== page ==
Relay Requirements For Electric Vehicle Charging Stations
For all their promise, electric vehicles won’t really hit the roads in any great numbers until charging stations become more readily available. Fortunately, the creation of a charging infrastructure is underway based on three different types of charging stations. Here’s a look at these stations and why they need the right kind of DC relays to enable safe, effective electric vehicle charging:
Three Charger Levels
There are three different levels of charging stations, which differ in their allowable charging voltage, the complexity of their installation and the amount of time they take to charge.
- Level 1 Charging Station – 120VAC, 16A (1.92kW). Compatible with ordinary household electrical outlets, the Level 1 station normally takes 8 to 12 hours to fully charge an electric vehicle. It provides AC energy directly to the vehicle’s on-board charging system, which has an internal AC/DC converter. Because Level 1 stations are “plug and play” with regular residential outlets, they can be installed in the home without professional help.
- Level 2 Charging Station – 208 to 240VAC, 12 to 80A (2.5 to 19.2kW). Level 2 stations provide a fast charge time of three to six hours. They, too, provide AC energy to the vehicle’s on-board charging system where conversion to DC energy is done. Because of safety concerns related to their higher voltages, Level 2 stations must be permanently installed by a licensed electrician. These stations can be used either indoors or outdoors and are suitable for public or private installations.
- Level 3 Charging Station – 300 to 600VDC, 400A Max. Level 3 charging stations, which are also DC fast chargers, provide DC electricity to the car’s battery. Because AC-to-DC conversion is not required, they take only 20 to 30 minutes to charge the vehicle. This method of electric vehicle charging will dominate the public charging infrastructure, serving as “gas stations” for electric vehicles.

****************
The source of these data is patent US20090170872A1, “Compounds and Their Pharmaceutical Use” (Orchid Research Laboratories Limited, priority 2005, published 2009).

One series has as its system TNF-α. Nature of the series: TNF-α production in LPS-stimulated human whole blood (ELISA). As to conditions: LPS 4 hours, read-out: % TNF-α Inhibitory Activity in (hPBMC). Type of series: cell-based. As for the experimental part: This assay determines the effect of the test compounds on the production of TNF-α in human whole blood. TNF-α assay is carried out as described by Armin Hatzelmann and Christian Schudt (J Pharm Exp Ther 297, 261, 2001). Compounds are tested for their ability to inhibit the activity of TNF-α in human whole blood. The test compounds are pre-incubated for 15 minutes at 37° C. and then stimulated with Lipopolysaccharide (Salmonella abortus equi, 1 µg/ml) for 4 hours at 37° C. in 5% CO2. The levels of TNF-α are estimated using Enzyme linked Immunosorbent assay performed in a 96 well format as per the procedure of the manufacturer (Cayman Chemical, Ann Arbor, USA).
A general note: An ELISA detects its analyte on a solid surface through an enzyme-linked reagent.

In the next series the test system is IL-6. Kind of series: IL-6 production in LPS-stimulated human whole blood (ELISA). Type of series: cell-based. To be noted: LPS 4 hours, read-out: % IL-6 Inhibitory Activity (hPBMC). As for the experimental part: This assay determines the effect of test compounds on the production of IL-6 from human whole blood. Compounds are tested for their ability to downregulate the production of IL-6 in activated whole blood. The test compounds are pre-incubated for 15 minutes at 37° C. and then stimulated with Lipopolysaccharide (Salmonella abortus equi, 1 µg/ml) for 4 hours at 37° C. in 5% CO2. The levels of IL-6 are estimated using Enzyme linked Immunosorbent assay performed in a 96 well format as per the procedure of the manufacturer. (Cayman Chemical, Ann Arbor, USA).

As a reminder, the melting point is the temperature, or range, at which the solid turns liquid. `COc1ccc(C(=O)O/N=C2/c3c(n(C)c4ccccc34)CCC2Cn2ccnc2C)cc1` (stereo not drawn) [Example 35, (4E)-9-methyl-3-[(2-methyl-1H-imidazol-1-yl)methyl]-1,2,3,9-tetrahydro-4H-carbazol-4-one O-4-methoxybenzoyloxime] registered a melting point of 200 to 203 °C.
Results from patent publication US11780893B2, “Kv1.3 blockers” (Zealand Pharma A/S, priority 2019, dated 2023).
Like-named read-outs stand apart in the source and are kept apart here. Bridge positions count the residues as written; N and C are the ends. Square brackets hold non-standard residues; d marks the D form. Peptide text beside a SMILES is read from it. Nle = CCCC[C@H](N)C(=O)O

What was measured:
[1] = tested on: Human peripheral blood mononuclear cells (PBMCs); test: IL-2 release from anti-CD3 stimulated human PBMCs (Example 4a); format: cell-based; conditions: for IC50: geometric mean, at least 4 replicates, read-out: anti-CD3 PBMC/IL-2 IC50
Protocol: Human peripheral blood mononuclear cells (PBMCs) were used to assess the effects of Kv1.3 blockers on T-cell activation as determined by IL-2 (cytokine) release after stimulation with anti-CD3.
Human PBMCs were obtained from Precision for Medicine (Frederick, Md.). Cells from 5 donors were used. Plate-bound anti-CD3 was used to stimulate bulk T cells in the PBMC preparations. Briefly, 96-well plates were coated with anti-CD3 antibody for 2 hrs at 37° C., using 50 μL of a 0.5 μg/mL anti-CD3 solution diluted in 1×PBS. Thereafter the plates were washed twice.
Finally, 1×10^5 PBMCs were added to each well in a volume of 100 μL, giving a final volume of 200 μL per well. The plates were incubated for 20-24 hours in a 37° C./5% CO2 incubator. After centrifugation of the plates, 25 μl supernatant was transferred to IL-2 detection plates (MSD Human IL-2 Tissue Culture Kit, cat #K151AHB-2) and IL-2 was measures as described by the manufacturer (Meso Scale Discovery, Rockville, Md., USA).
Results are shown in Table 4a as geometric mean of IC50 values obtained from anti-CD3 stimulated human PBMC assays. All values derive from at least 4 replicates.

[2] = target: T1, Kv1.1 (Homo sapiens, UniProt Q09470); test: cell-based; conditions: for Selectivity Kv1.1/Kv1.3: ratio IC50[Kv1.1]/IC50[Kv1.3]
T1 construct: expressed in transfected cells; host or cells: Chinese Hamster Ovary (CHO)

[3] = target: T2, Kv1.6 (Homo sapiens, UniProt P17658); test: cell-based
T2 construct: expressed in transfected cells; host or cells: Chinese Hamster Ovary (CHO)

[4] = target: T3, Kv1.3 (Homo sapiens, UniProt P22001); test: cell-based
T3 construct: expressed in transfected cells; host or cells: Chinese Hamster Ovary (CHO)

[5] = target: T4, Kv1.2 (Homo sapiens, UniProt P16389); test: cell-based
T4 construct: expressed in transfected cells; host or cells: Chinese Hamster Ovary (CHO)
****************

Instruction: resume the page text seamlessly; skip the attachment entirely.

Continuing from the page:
Electric vehicle charging typically requires two different types of high-capacity DC relays. Our EP Relays would typically be used in the charging station itself, while our EV Relays can be implemented within the automotive circuitry.
Relays For Electric Vehicle Charging
High capacity DC relays play a crucial role by cutting off current when the vehicle is connected or disconnected to an electric charger. Typically, these relays will be implemented in both the charger itself and in the vehicle’s electrical system. For example, our EP Relay would typically be used within the design of the charging station itself. It features a hermetically sealed construction, with a hydrogen gas mix enclosed within a ceramic capsule to enhance arc reduction at high voltage and current values. An example of a relay well-suited for use on the vehicle would be our EV Relay. It offers the same features as the standard EP relay with a higher degree of reliability for automotive applications. In addition to current protection, relays also see use in battery monitoring systems. Our automotive-rated AQV and AQW relays, for instance, are used for battery management within hybrid vehicles. With their high switching speeds and electrical isolation, these relays are ideal for scanning battery cells. Download our guide to relays for electric vehicle applications. For more information on relays for electric vehicles and charging systems contact Aiman Kiwan.